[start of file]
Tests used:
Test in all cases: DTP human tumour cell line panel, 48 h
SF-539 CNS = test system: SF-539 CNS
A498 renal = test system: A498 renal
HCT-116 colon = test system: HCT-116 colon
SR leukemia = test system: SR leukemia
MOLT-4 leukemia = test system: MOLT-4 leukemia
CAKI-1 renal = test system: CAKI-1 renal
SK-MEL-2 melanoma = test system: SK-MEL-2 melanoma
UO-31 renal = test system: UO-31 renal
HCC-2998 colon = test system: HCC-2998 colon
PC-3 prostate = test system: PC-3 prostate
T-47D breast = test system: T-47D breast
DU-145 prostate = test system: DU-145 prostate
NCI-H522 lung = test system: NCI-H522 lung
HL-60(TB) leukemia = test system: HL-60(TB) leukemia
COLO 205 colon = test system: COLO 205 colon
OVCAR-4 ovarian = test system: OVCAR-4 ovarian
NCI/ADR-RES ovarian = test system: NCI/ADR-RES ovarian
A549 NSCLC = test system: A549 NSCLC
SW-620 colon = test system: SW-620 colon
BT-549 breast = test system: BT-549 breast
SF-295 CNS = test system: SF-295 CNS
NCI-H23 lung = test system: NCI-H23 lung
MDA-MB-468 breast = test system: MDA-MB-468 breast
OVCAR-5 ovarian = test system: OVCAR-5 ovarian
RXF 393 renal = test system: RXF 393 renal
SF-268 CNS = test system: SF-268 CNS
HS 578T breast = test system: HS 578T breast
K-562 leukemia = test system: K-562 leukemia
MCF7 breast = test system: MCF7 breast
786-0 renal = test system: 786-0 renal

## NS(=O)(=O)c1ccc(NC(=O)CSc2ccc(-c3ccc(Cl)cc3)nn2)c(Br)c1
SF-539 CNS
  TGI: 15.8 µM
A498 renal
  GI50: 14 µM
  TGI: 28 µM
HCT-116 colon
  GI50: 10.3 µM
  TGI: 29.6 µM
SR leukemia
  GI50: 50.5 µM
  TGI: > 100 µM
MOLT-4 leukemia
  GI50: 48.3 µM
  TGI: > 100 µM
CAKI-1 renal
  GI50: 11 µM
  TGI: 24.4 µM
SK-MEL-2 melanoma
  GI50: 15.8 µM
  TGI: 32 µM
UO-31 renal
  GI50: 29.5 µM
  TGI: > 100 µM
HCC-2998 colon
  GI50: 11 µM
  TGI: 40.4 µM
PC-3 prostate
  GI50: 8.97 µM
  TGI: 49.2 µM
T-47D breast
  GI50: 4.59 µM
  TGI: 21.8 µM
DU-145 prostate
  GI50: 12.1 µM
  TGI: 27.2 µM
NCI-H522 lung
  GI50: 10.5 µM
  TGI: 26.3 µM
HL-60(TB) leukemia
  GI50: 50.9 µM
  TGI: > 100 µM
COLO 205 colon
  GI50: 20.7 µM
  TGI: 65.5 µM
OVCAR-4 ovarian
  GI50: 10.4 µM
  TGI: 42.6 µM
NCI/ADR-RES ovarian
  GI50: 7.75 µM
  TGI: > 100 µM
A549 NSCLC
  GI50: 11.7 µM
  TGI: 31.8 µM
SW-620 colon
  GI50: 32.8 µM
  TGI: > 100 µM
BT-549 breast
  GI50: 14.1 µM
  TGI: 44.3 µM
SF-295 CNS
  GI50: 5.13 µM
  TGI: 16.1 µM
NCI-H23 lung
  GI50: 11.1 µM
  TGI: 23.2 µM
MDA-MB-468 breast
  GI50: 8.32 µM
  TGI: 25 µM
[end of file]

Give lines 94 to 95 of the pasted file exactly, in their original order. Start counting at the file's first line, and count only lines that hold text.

  GI50: 5.13 µM
  TGI: 16.1 µM